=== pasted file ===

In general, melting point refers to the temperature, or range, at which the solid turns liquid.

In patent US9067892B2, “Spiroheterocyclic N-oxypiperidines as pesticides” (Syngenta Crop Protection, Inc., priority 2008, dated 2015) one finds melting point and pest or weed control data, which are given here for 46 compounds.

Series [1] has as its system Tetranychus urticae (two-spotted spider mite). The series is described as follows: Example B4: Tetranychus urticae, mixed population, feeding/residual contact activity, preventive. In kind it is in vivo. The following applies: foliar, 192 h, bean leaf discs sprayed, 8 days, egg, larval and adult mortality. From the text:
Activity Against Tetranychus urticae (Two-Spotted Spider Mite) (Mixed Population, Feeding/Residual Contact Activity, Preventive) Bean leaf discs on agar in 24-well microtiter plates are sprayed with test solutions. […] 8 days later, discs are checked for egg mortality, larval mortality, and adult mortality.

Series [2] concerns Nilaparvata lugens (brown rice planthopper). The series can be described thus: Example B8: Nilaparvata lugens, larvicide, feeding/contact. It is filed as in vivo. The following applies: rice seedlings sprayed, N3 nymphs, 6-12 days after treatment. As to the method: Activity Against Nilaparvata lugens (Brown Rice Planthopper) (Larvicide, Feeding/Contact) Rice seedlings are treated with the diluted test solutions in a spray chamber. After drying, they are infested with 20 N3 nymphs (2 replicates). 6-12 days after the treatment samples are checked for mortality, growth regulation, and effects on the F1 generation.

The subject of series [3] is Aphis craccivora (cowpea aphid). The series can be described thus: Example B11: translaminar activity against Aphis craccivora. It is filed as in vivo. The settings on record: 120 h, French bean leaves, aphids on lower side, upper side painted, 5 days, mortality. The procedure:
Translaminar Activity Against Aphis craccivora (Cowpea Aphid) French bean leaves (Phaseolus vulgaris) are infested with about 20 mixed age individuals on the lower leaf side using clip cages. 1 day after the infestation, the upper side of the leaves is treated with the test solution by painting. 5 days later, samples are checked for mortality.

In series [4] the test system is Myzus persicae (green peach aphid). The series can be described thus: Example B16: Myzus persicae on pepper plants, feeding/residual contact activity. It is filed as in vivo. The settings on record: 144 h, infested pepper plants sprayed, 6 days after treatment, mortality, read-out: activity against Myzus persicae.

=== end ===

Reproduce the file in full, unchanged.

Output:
In general, melting point refers to the temperature, or range, at which the solid turns liquid.

In patent US9067892B2, “Spiroheterocyclic N-oxypiperidines as pesticides” (Syngenta Crop Protection, Inc., priority 2008, dated 2015) one finds melting point and pest or weed control data, which are given here for 46 compounds.

Series [1] has as its system Tetranychus urticae (two-spotted spider mite). The series is described as follows: Example B4: Tetranychus urticae, mixed population, feeding/residual contact activity, preventive. In kind it is in vivo. The following applies: foliar, 192 h, bean leaf discs sprayed, 8 days, egg, larval and adult mortality. From the text:
Activity Against Tetranychus urticae (Two-Spotted Spider Mite) (Mixed Population, Feeding/Residual Contact Activity, Preventive) Bean leaf discs on agar in 24-well microtiter plates are sprayed with test solutions. […] 8 days later, discs are checked for egg mortality, larval mortality, and adult mortality.

Series [2] concerns Nilaparvata lugens (brown rice planthopper). The series can be described thus: Example B8: Nilaparvata lugens, larvicide, feeding/contact. It is filed as in vivo. The following applies: rice seedlings sprayed, N3 nymphs, 6-12 days after treatment. As to the method: Activity Against Nilaparvata lugens (Brown Rice Planthopper) (Larvicide, Feeding/Contact) Rice seedlings are treated with the diluted test solutions in a spray chamber. After drying, they are infested with 20 N3 nymphs (2 replicates). 6-12 days after the treatment samples are checked for mortality, growth regulation, and effects on the F1 generation.

The subject of series [3] is Aphis craccivora (cowpea aphid). The series can be described thus: Example B11: translaminar activity against Aphis craccivora. It is filed as in vivo. The settings on record: 120 h, French bean leaves, aphids on lower side, upper side painted, 5 days, mortality. The procedure:
Translaminar Activity Against Aphis craccivora (Cowpea Aphid) French bean leaves (Phaseolus vulgaris) are infested with about 20 mixed age individuals on the lower leaf side using clip cages. 1 day after the infestation, the upper side of the leaves is treated with the test solution by painting. 5 days later, samples are checked for mortality.

In series [4] the test system is Myzus persicae (green peach aphid). The series can be described thus: Example B16: Myzus persicae on pepper plants, feeding/residual contact activity. It is filed as in vivo. The settings on record: 144 h, infested pepper plants sprayed, 6 days after treatment, mortality, read-out: activity against Myzus persicae.